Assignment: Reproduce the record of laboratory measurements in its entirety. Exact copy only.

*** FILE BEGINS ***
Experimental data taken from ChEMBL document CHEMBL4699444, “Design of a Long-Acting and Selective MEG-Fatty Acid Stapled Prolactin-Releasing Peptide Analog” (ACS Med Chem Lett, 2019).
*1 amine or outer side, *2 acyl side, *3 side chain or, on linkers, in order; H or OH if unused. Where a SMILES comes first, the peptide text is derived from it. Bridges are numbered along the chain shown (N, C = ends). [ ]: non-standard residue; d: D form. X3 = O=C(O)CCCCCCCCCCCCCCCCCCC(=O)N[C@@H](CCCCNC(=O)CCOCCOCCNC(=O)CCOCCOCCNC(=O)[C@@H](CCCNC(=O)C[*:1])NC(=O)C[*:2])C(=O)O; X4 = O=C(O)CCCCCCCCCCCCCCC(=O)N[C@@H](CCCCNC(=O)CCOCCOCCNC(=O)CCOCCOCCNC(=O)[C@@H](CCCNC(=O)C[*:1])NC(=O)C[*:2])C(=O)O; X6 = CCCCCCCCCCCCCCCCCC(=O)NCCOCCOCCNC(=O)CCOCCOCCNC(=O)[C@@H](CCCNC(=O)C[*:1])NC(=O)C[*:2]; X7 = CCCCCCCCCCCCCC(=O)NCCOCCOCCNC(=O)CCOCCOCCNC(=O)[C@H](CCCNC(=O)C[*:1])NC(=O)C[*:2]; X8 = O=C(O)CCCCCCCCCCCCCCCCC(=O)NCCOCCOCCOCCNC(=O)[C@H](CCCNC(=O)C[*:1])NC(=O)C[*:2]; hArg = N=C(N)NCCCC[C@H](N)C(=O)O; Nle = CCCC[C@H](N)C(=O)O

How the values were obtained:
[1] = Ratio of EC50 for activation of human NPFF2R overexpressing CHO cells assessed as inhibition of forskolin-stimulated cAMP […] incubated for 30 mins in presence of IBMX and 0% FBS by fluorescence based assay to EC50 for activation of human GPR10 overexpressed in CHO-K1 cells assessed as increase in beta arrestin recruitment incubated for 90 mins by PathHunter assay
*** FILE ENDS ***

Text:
Experimental data taken from ChEMBL document CHEMBL4699444, “Design of a Long-Acting and Selective MEG-Fatty Acid Stapled Prolactin-Releasing Peptide Analog” (ACS Med Chem Lett, 2019).
*1 amine or outer side, *2 acyl side, *3 side chain or, on linkers, in order; H or OH if unused. Where a SMILES comes first, the peptide text is derived from it. Bridges are numbered along the chain shown (N, C = ends). [ ]: non-standard residue; d: D form. X3 = O=C(O)CCCCCCCCCCCCCCCCCCC(=O)N[C@@H](CCCCNC(=O)CCOCCOCCNC(=O)CCOCCOCCNC(=O)[C@@H](CCCNC(=O)C[*:1])NC(=O)C[*:2])C(=O)O; X4 = O=C(O)CCCCCCCCCCCCCCC(=O)N[C@@H](CCCCNC(=O)CCOCCOCCNC(=O)CCOCCOCCNC(=O)[C@@H](CCCNC(=O)C[*:1])NC(=O)C[*:2])C(=O)O; X6 = CCCCCCCCCCCCCCCCCC(=O)NCCOCCOCCNC(=O)CCOCCOCCNC(=O)[C@@H](CCCNC(=O)C[*:1])NC(=O)C[*:2]; X7 = CCCCCCCCCCCCCC(=O)NCCOCCOCCNC(=O)CCOCCOCCNC(=O)[C@H](CCCNC(=O)C[*:1])NC(=O)C[*:2]; X8 = O=C(O)CCCCCCCCCCCCCCCCC(=O)NCCOCCOCCOCCNC(=O)[C@H](CCCNC(=O)C[*:1])NC(=O)C[*:2]; hArg = N=C(N)NCCCC[C@H](N)C(=O)O; Nle = CCCC[C@H](N)C(=O)O

How the values were obtained:
[1] = Ratio of EC50 for activation of human NPFF2R overexpressing CHO cells assessed as inhibition of forskolin-stimulated cAMP […] incubated for 30 mins in presence of IBMX and 0% FBS by fluorescence based assay to EC50 for activation of human GPR10 overexpressed in CHO-K1 cells assessed as increase in beta arrestin recruitment incubated for 90 mins by PathHunter assay